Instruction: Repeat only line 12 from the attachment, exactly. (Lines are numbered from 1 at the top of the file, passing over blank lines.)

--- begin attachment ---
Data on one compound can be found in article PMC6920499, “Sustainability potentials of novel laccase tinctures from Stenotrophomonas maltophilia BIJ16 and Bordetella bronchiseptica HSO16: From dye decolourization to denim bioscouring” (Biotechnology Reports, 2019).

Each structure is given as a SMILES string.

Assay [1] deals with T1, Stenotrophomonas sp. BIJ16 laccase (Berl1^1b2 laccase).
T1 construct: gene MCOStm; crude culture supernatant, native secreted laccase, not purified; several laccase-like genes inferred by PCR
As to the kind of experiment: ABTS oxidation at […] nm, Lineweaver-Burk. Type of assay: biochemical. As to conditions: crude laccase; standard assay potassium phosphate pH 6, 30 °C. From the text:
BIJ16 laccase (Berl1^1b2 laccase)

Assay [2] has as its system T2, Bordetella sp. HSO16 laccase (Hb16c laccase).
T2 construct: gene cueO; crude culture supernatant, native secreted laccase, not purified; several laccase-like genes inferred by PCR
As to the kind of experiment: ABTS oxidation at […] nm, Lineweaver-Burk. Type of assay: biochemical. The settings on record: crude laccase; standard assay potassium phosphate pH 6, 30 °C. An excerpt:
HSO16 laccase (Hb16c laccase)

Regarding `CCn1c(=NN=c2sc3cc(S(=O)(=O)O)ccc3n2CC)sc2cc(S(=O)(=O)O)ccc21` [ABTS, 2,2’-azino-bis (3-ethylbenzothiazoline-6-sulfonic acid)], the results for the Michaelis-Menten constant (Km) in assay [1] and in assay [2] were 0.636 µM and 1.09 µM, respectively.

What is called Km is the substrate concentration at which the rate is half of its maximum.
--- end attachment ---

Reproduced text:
What is called Km is the substrate concentration at which the rate is half of its maximum.